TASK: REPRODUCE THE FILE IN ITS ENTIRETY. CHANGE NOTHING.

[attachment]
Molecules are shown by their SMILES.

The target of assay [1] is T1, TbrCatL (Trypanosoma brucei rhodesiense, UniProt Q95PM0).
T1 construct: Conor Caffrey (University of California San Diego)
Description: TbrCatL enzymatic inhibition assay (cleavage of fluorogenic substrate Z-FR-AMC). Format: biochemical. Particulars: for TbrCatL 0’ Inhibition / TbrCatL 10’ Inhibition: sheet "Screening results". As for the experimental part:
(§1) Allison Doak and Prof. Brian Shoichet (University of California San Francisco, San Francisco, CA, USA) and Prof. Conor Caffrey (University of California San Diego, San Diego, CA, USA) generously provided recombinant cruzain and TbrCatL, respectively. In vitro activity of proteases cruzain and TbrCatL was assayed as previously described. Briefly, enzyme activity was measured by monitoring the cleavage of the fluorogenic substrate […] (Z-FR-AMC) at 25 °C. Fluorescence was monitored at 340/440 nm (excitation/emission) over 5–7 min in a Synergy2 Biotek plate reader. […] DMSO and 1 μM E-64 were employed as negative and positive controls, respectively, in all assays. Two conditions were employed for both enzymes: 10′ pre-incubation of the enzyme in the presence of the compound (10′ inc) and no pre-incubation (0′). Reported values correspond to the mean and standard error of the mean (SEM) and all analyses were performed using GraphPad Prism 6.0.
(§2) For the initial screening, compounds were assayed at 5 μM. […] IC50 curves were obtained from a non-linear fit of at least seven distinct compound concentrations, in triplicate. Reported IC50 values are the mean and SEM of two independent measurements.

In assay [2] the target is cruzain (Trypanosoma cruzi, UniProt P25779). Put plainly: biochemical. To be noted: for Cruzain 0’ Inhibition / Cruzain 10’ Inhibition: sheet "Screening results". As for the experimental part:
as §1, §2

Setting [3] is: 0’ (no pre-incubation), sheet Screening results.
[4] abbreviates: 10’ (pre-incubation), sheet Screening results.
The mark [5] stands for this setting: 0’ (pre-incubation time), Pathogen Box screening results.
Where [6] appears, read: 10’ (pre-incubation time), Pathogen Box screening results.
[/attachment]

Molecules are shown by their SMILES.

The target of assay [1] is T1, TbrCatL (Trypanosoma brucei rhodesiense, UniProt Q95PM0).
T1 construct: Conor Caffrey (University of California San Diego)
Description: TbrCatL enzymatic inhibition assay (cleavage of fluorogenic substrate Z-FR-AMC). Format: biochemical. Particulars: for TbrCatL 0’ Inhibition / TbrCatL 10’ Inhibition: sheet "Screening results". As for the experimental part:
(§1) Allison Doak and Prof. Brian Shoichet (University of California San Francisco, San Francisco, CA, USA) and Prof. Conor Caffrey (University of California San Diego, San Diego, CA, USA) generously provided recombinant cruzain and TbrCatL, respectively. In vitro activity of proteases cruzain and TbrCatL was assayed as previously described. Briefly, enzyme activity was measured by monitoring the cleavage of the fluorogenic substrate […] (Z-FR-AMC) at 25 °C. Fluorescence was monitored at 340/440 nm (excitation/emission) over 5–7 min in a Synergy2 Biotek plate reader. […] DMSO and 1 μM E-64 were employed as negative and positive controls, respectively, in all assays. Two conditions were employed for both enzymes: 10′ pre-incubation of the enzyme in the presence of the compound (10′ inc) and no pre-incubation (0′). Reported values correspond to the mean and standard error of the mean (SEM) and all analyses were performed using GraphPad Prism 6.0.
(§2) For the initial screening, compounds were assayed at 5 μM. […] IC50 curves were obtained from a non-linear fit of at least seven distinct compound concentrations, in triplicate. Reported IC50 values are the mean and SEM of two independent measurements.

In assay [2] the target is cruzain (Trypanosoma cruzi, UniProt P25779). Put plainly: biochemical. To be noted: for Cruzain 0’ Inhibition / Cruzain 10’ Inhibition: sheet "Screening results". As for the experimental part:
as §1, §2

Setting [3] is: 0’ (no pre-incubation), sheet Screening results.
[4] abbreviates: 10’ (pre-incubation), sheet Screening results.
The mark [5] stands for this setting: 0’ (pre-incubation time), Pathogen Box screening results.
Where [6] appears, read: 10’ (pre-incubation time), Pathogen Box screening results.